Psychoanalysis is a process that works with discourse, language, and speech. “Nothing takes place in psychoanalysis,” wrote Freud in his introductory lectures, “but an interchange of words between the patient and the analyst” (1916, p.17). Of course, Lacan also conveys that “psychoanalysis has but one medium: the patient’s speech” and emphasizes that “[t]he obviousness of this fact is no excuse for ignoring it” (1953/2006, p.206). Speech is the object of the analysand’s elaboration and this “ribbon of sound,” as Saussure called it, is the production of whatever comes to mind within the presence of the analyst as Other in the transference (1986, p.102). But what about when the ribbon of sound ceases? I raise this question since it seems the obviousness of speech has perhaps detracted somewhat from the obviousness of its opposite: nonspeech or silence. If the analysand’s unconscious is structured like a language, then the manifestation of this language must be supported through and necessarily implies the silence of the analyst.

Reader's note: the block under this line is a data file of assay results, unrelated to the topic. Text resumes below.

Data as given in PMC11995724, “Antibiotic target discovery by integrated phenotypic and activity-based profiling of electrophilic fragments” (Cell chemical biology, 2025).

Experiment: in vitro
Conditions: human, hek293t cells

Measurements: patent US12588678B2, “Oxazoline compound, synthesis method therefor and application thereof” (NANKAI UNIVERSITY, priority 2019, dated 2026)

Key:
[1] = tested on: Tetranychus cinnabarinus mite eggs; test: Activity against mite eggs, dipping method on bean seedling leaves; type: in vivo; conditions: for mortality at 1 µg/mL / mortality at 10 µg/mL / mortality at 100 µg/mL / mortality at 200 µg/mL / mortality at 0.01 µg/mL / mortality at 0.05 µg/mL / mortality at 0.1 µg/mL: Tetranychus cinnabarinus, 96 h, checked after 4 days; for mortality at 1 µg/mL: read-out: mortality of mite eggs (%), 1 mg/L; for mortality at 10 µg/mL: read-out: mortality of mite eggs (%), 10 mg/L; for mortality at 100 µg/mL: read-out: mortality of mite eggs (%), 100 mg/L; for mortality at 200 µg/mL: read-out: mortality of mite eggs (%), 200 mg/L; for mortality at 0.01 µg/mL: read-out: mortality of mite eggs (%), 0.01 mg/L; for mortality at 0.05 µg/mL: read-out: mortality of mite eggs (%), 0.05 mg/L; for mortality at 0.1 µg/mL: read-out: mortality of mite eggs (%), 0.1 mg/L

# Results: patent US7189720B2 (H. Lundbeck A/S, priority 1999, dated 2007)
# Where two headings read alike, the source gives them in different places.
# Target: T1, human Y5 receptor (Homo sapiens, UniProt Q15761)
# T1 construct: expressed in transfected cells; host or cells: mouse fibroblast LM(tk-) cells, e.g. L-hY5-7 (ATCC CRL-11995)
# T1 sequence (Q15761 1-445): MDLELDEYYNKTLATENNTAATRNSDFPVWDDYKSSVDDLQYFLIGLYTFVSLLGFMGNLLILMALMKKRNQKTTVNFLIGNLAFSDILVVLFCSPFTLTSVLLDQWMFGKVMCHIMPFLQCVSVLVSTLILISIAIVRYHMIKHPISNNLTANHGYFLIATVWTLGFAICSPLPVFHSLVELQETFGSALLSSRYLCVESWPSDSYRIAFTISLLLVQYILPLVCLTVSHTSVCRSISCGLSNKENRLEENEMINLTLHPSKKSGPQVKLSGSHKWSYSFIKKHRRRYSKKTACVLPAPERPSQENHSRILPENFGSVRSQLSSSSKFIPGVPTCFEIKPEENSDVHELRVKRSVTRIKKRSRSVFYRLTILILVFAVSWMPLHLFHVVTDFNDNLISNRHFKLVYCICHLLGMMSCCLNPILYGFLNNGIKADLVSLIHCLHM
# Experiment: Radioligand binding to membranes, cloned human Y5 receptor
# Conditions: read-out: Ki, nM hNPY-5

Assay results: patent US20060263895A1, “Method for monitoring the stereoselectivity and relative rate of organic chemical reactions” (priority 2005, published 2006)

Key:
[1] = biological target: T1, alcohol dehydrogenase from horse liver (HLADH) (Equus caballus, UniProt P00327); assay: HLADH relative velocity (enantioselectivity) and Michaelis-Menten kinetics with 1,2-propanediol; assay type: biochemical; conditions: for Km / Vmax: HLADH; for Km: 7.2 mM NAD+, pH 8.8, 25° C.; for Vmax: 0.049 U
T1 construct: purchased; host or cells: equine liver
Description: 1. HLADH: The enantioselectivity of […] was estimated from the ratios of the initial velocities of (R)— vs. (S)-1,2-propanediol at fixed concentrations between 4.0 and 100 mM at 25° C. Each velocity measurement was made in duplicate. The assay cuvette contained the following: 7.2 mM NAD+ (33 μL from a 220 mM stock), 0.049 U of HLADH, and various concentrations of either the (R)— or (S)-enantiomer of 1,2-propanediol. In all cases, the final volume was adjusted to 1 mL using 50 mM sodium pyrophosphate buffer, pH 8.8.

At the 6th International Psychoanalytic Conference in The Hague in 1920 the Viennese psychoanalyst Hermine von Hug-Hellmuth presented her paper “On the technique of child analysis”. Her lecture discussed the many practical problems and theoretical questions she encountered while “analysing” children in the early twenties. The author reviews the main ideas of von Hug-Hellmuth in light of the work of other psychoanalysts, such as Melanie Klein, Anna Freud, Donald Winnicott, Françoise Dolto. He also determines the current value of the ideas of von Hug-Hellmuth for the contemporary praxis of child analysis. Some of the technical questions are still valid, such as the ethical question regarding the position of the parents and the question of education in child-analysis. On the other hand, some of the technical principles are out of date in light of social changes. The auteur shows that the study of von Hug-Hellmuth’s paper can still inspire every child analyst.
Starting from the effects of the power of speech, the relation between free association and “full speech” is questioned. It is argued that, whereas “empty speech” (i) confirms the very necessity of speech and (ii), establishes or re-establishes the social bond, “full speech” is constitutive on the level of the subject. In addition, some psychoanalytical techniques are highlighted which enable the psychoanalyst to support speech in its different functions.